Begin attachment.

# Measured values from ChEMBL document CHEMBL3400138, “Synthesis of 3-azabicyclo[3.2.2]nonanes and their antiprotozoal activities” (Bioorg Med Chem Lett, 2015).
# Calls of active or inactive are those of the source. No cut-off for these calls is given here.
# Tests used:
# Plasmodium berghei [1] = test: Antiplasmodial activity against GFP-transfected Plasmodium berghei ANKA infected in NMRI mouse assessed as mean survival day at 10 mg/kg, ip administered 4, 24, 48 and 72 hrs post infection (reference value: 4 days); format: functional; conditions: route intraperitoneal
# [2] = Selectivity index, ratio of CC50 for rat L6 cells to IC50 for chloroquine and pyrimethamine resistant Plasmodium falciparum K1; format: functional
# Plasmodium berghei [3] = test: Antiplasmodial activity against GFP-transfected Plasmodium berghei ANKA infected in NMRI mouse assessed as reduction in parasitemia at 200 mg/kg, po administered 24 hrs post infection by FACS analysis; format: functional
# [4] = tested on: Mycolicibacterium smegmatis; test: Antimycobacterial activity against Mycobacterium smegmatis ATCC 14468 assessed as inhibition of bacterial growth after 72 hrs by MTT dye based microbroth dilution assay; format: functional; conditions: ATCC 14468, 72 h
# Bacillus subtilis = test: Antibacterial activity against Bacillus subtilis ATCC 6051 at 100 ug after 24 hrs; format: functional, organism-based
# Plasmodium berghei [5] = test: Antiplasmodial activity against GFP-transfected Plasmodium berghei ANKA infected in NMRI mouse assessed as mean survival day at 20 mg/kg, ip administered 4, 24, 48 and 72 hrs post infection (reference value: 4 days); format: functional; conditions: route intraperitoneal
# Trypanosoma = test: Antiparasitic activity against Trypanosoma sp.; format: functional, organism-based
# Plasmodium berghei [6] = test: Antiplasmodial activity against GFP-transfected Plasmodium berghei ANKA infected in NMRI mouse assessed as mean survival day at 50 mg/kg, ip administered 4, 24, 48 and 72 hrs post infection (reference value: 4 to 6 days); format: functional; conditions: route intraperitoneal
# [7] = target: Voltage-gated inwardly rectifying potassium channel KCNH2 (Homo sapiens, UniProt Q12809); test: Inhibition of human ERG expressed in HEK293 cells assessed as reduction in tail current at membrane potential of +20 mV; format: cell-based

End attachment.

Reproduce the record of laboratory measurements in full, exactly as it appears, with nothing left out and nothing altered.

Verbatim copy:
# Measured values from ChEMBL document CHEMBL3400138, “Synthesis of 3-azabicyclo[3.2.2]nonanes and their antiprotozoal activities” (Bioorg Med Chem Lett, 2015).
# Calls of active or inactive are those of the source. No cut-off for these calls is given here.
# Tests used:
# Plasmodium berghei [1] = test: Antiplasmodial activity against GFP-transfected Plasmodium berghei ANKA infected in NMRI mouse assessed as mean survival day at 10 mg/kg, ip administered 4, 24, 48 and 72 hrs post infection (reference value: 4 days); format: functional; conditions: route intraperitoneal
# [2] = Selectivity index, ratio of CC50 for rat L6 cells to IC50 for chloroquine and pyrimethamine resistant Plasmodium falciparum K1; format: functional
# Plasmodium berghei [3] = test: Antiplasmodial activity against GFP-transfected Plasmodium berghei ANKA infected in NMRI mouse assessed as reduction in parasitemia at 200 mg/kg, po administered 24 hrs post infection by FACS analysis; format: functional
# [4] = tested on: Mycolicibacterium smegmatis; test: Antimycobacterial activity against Mycobacterium smegmatis ATCC 14468 assessed as inhibition of bacterial growth after 72 hrs by MTT dye based microbroth dilution assay; format: functional; conditions: ATCC 14468, 72 h
# Bacillus subtilis = test: Antibacterial activity against Bacillus subtilis ATCC 6051 at 100 ug after 24 hrs; format: functional, organism-based
# Plasmodium berghei [5] = test: Antiplasmodial activity against GFP-transfected Plasmodium berghei ANKA infected in NMRI mouse assessed as mean survival day at 20 mg/kg, ip administered 4, 24, 48 and 72 hrs post infection (reference value: 4 days); format: functional; conditions: route intraperitoneal
# Trypanosoma = test: Antiparasitic activity against Trypanosoma sp.; format: functional, organism-based
# Plasmodium berghei [6] = test: Antiplasmodial activity against GFP-transfected Plasmodium berghei ANKA infected in NMRI mouse assessed as mean survival day at 50 mg/kg, ip administered 4, 24, 48 and 72 hrs post infection (reference value: 4 to 6 days); format: functional; conditions: route intraperitoneal
# [7] = target: Voltage-gated inwardly rectifying potassium channel KCNH2 (Homo sapiens, UniProt Q12809); test: Inhibition of human ERG expressed in HEK293 cells assessed as reduction in tail current at membrane potential of +20 mV; format: cell-based